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August 6, 2010 at 12:21 PMComments: 0 Faves: 0

Simple Steps to Healthy Skin

By Helen More Blogs by This Author

Healthy skin not only covers the body, it covers the body well. While crows’ feet and laugh lines are normal age-related skin issues, they needn’t be overwhelming if skin gets the care it needs throughout life. The damage showing up in your 30s and 40s usually can be tracked back to poor skin and/or nutritional care from adolescent years through the early 20s. Overexposure to the sun is the biggest culprit, but poor nutrition and inadequate sleep patterns also contribute to aging. If skin is not protected from the sun’s rays, especially in younger years, and blistering sunburns occur, the evidence will appear in midlife as wrinkled and sun-damaged skin.

The Body’s Largest Organ

Skin is the human body’s largest organ. As the largest organ, it covers the entire surface of the body, yet it is the organ most often ignored. Responsibilities of the skin:

  • The first layer of the skin, the epidermis, is responsible for both holding good moisture in the body and keeping foreign moisture out of the body.
  • Skin is responsible for regulating the body’s temperature. It protects the internal organs by shielding the sun’s rays and sweating to cool the body down.
  • The skin also shields the body from chemical and environmental attack from bacteria and UV rays.

With all this extra work going on, it’s no wonder the skin begins to deteriorate as we age, and wrinkles, skin tags and unsightly age spots begin to rear their ugly heads.

Benefits of Water for Healthy Skin

In order to keep your skin healthy, certain things must be put into the body, including plenty of water. Water lubricates the organs, aids in digestion, helps remove waste and harmful toxins and move important nutrients into the cells. Water keeps the body from becoming dehydrated and also helps skin maintain its elasticity. But water can only do so much. Because water passes through the body rather quickly, little gets sent to the epidermis. Skin that is overexposed to the elements, therefore, often dries out or becomes chapped. One would think bathing would replenish the lost moisture, but it in fact bathing often has the opposite effect. Bathing has turned into a spa event rather than a necessary aspect of good hygiene. Hot water and long, luxurious baths filled with scented soapy products dry out the skin even more.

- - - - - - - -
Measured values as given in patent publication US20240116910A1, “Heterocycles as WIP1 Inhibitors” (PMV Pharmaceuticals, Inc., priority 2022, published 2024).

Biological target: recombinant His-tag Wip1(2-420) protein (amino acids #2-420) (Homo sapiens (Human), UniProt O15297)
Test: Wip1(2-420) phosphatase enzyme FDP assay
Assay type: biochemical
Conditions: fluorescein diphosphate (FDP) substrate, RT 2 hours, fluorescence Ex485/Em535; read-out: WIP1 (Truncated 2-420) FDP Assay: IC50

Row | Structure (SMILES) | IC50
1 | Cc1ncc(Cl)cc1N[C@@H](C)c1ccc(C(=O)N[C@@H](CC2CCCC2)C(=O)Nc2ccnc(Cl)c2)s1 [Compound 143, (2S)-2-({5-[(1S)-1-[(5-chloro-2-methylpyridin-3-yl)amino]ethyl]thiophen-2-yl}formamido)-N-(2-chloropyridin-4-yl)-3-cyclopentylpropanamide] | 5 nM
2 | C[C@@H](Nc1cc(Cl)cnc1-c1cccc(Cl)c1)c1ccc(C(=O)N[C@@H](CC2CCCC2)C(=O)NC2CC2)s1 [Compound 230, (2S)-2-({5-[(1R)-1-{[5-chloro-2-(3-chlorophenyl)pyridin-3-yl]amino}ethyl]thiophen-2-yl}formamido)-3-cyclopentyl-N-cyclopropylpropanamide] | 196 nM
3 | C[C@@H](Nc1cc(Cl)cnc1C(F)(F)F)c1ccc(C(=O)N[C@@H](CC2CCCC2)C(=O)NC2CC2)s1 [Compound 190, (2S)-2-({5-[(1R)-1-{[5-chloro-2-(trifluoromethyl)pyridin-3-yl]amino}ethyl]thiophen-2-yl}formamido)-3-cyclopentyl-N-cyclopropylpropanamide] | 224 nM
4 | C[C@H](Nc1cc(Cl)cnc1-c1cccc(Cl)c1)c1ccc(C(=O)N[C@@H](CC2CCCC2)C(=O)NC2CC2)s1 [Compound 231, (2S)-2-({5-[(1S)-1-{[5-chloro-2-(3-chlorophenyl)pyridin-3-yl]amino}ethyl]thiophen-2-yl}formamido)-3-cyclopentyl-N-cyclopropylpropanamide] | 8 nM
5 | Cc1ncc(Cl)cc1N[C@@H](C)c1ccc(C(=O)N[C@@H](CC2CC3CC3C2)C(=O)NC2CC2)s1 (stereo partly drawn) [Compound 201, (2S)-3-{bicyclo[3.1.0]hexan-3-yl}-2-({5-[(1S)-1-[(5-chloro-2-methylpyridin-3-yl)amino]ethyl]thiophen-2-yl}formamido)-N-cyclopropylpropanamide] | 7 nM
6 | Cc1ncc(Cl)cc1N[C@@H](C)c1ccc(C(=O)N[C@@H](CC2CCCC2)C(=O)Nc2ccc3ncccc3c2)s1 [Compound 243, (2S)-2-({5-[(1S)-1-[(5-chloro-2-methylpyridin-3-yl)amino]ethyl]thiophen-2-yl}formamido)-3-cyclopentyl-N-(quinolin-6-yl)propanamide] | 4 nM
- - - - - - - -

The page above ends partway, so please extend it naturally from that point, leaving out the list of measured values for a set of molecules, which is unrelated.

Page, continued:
How to Treat Dry Skin

Long hot baths can remove the skin’s natural oils. If you already have itchy dry skin, soaking for 10 minutes in a lukewarm bath with a cupful of oatmeal will fix the problem. But if you have a choice between bathing and showering, choose the latter. Showers and baths should be short and sweet, and a little bit on the lukewarm side. A hot bath or shower may feel great when you’re in the water, but red, dry skin won’t feel great later. To avoid drying out the skin it’s important to lock in the moisture with a glycerin-based lotion or moisturizer after you shower. But to keep from clogging pores and causing undue stress to your skin, take a moment—before you slather on all that moisturizer—to exfoliate and clear away dead skin. Skin can’t breathe if it’s all clogged up. And skin that can’t breathe is skin that will deteriorate and age more quickly, causing unsightly blemishes and spots. Brushing skin with a dry or slightly damp homegrown Luffa sponge is another useful way to eliminate dead skin. Some type of light moisturizer should be applied afterward.

Your Habits Affect Your Skin

Everything you do affects your skin. Adopt the good habits on this list and reap the benefits of healthier skin:

  • Exercise 30 minutes each day.
  • Eat three or more servings of raw vegetables and fruits daily.
  • Consume the antioxidant lycopene, which is thought to increase skin’s natural defenses. Lycopene is in reddish foods such as tomatoes (and better absorbed if the tomatoes are cooked), grapefruit, and watermelon.
  • Quit smoking and avoid alcohol.
  • Learn several good methods for coping with daily stress.
  • Get enough sleep.
  • Get optimal sun exposure to ensure you are getting enough Vitamin D, but avoid overexposure; wear a natural sunscreen when you will be in the sun overlong.
  • Consume plenty of healthy fats.
  • Wear protective heats and clothing when in the sun for an extended period of time.

Sources: http://health.howstuffworks.com/skin-care/information/anatomy/function-of-skin.htm http://www.everydayhealth.com/water-health/water-body-health.aspx http://www.healthy-skincare.com/benefit-of-drinking-water.html http://www.webmd.com/skin-beauty/slideshow-winter-skin-hazards

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